So, let’s do that. What is tithing? The word “tithe” means 1/10th. Tithing is a Biblical injunction: “All tithes from the land, whether the seed from the ground or the fruit from the tree, are the Lord’s; they are holy to the Lord” (Leviticus 27:30). To tithe is to give God 10% of our income before we budget for anything else. It’s an act of trust. 1/10th sounds like a lot of money, doesn’t it? To some degree, money is a matter of perspective. A College student had the following message on his dorm answering machine: “Hi! This is Gord. If it’s the phone company, I sent the money. If it’s Mom or Dad, please send money. If it’s the bank, you didn’t loan me enough money. If it’s my girlfriend, don’t worry, I’ve got plenty of money.” Just as a pound of feathers and a pound of rocks weigh the same, 10% of $12,000 and 10% of $120,000 are both 10%. No matter how much or little you earn, 10% is always 10%. God’s way of giving is equal dedication, not equal amounts. However, I remember a season in my life when I couldn’t pay the bills and was getting into debt. Feeding and housing the children God gave me were also matters of stewardship. I gave the church less during that time. Jesus also knows that eking out a living on $120K is easier than doing it on $12K. As he watched the people dropping their donations into the temple treasury, he saw many wealthy people give substantial donations – perhaps 15 or 20%. But when a poverty-stricken widow tossed two coins in the box, Jesus commented, “The truth is that this poor widow gave more to the collection than all the others put together. The others gave what they’ll never miss; she gave extravagantly what she couldn’t afford—she gave her all” (Mark 12: 44). On the other hand, sometimes we simply live beyond our means, giving God our leftovers. Needing a new church treasurer, the Session asked the local grain elevator manager to take the position. He agreed under two conditions: no treasurer’s report would be given during the first year and no questions would be asked. The Elders thought this odd, but he was a trusted member of the church and being a farming community, they all did business with him, so they agreed. At the end of the year the treasurer gave his report: *The church’s debt of 228,000 was paid off. *The minister’s salary increased by 8%. *Presbyterian’s Sharing received 200% of what they’d pledged. *There were no outstanding bills. *And there was a cash balance of $11,800! The shocked congregation asked, “How did you do it? Where did the money come from?” He quietly answered: “Throughout the year when you brought your grain to my elevator, I simply withheld ten percent on your behalf and gave it to the church in your name!”. How much we give – whether a technical tithe or an offering, isn’t a matter of legalism so much as it’s a matter of devotion. Is giving to God first and foremost in our thinking and lifestyle? Are we living more extravagantly than necessary? Are we being responsible stewards of all God has entrusted to us – including the money we don’t drop on the donation plate? Do we trust God will provide for us? Do we put our desires before God’s kingdom? In the big picture, are we giving “our all” to God? These are personal questions which each of us needs to sort out with our heavenly Father.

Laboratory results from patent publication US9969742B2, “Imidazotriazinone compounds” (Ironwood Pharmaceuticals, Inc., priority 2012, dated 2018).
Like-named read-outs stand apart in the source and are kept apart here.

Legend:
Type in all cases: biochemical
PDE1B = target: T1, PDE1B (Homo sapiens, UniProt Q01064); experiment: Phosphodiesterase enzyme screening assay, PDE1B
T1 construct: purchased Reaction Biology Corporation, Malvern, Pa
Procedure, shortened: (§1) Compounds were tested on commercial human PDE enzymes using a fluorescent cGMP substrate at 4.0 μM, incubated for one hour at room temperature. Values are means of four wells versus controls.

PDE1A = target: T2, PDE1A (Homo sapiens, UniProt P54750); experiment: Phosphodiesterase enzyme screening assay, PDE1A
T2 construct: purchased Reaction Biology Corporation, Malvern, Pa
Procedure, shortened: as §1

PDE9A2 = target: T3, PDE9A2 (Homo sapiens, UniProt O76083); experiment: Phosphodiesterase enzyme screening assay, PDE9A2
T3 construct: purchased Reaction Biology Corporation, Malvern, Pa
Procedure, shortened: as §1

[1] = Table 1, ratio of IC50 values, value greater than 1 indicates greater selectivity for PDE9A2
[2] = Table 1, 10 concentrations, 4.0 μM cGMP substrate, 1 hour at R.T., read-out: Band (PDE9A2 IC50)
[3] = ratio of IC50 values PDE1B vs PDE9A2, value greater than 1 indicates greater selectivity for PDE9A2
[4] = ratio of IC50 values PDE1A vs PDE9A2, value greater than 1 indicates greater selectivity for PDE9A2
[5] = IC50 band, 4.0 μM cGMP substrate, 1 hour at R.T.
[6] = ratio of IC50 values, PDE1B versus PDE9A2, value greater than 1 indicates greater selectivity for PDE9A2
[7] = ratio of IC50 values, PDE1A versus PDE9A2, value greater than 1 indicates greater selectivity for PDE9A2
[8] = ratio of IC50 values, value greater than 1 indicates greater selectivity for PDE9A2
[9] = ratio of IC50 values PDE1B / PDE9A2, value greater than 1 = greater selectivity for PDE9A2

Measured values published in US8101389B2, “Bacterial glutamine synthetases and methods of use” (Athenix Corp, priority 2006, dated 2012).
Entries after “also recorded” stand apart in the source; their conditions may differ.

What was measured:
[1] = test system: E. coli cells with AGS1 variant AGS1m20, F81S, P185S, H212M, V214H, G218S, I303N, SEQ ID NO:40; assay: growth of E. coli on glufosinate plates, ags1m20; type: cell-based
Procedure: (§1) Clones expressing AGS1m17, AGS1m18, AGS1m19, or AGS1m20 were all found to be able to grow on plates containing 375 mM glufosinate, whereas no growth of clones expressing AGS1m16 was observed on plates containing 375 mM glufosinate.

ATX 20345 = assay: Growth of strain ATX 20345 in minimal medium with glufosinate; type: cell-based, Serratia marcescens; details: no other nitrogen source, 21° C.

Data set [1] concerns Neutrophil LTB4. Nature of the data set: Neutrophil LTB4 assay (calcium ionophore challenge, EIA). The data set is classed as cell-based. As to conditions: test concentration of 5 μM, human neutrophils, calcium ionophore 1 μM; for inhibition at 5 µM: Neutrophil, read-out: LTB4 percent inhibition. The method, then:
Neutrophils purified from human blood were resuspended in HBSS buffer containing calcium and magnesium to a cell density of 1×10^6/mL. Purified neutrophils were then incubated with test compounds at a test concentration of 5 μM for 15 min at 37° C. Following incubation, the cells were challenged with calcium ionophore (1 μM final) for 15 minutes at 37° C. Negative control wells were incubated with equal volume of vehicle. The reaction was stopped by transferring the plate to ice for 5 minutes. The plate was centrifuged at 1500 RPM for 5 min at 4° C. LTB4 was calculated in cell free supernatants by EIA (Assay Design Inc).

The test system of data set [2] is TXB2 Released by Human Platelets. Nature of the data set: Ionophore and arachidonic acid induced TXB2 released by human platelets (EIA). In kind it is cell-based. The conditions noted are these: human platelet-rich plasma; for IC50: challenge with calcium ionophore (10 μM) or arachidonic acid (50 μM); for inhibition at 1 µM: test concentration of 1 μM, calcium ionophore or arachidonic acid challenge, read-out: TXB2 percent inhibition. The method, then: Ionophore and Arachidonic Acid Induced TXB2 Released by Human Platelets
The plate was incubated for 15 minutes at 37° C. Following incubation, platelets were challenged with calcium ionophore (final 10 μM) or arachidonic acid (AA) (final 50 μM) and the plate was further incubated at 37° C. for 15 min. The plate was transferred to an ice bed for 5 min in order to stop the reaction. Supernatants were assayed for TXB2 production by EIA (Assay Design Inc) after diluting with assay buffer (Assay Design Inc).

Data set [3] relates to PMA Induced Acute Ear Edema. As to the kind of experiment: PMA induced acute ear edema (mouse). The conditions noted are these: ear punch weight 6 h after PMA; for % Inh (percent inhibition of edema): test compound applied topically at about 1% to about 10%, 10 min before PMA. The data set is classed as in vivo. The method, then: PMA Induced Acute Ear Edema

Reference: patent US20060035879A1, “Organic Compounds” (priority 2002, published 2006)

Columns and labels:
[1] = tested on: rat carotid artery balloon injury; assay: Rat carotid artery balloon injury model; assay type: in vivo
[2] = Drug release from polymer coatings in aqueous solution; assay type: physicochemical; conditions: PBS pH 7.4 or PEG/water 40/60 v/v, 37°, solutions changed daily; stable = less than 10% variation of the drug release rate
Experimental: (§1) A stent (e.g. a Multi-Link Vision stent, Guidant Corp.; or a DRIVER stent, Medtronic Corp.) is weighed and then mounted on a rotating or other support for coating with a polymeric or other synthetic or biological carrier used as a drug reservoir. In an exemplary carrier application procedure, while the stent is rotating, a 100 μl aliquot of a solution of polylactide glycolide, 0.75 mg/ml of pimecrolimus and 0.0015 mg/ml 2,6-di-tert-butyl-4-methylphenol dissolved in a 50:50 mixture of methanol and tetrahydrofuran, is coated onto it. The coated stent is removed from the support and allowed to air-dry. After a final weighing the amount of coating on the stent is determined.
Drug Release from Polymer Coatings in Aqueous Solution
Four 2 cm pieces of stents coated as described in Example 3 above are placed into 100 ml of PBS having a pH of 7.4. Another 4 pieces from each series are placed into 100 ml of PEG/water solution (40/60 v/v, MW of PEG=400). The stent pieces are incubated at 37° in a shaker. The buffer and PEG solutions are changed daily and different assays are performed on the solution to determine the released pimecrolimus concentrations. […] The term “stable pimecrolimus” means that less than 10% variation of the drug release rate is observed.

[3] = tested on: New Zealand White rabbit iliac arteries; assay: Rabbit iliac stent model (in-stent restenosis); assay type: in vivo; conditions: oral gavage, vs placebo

Max Lucado, put it this way, “You don’t give for God’s sake. You give for your sake. The purpose of tithing is to teach you to always put God first in your lives. How does tithing teach? Consider the simple act of writing a cheque for the offering. First you enter the date. Already you remember you’re a time bound creature and every possession you have will rust or rot. Best to give it while you can. Then you enter the name of the one to whom you are giving the money. If the bank would cash it, you’d write God. But they won’t, so you write the name of the church that’s earned your trust. Next comes the amount – the moment of truth. Now, you’re more than a person with a cheque-book. You’re David, placing a stone in the sling. You’re Peter with one foot on the lake. You’re a little boy in a big crowd, with a picnic lunch. What will you do? Sling the stone? Take the step? Give the fish and loaves? Careful now, don’t move too quickly. You aren’t just entering an amount, you’re making a confession. A confession that God owns it all anyway. Then the line in the lower left-hand corner on which you write what the cheque is for. Hard to know what to put. It’s for the lighting and heating; Church school and music; a good chunk is for salaries. Better yet, its for outreach into our community; to feed hungry and lonely people, to welcome people into a loving church family where they’ll grow to know God’s love and grace. It’s also a thank you for what God through the Church has done to help you raise your family; to keep your own priorities sorted out; to tune you in to his ever-nearness. Or, perhaps, better still, it’s for you. It’s a moment for you to clip yet another strand from the rope of earth, so that when he returns you won’t be tied up”. Best yet, it’s so that you can return to God and God can return to you; you can pick up where you left off with a clean slate and a tender heart. Its so God can “open up heaven itself to you and pour out blessings beyond your wildest dreams” (Malachi 3: 10). Not necessarily financial abundance or material possessions, but the blessings money cannot buy. The blessings of communion and relationship with the God who loves you. The blessings of grace and mercy. The blessings of joy and peace. And so, the final thing you do is sign that cheque. By making your own unique mark, you remember God wants you. We are to offer ourselves as living sacrifices, by signing we offer our lives to God. We give Him everything we have and everything we are. A living sacrifice is completely devoted. God asks for your money because to get all of you, He needs you to be willing to let go of your wealth and your reliance on it. “We cannot serve God and money.” If we have two gods, “we will love the one and despise the other” (Matthew 6:24f). More than anything else, God wants our love. He wants us to be good stewards of all he’s given us, but especially of his love which flows through us and returns to him, so he can return to us.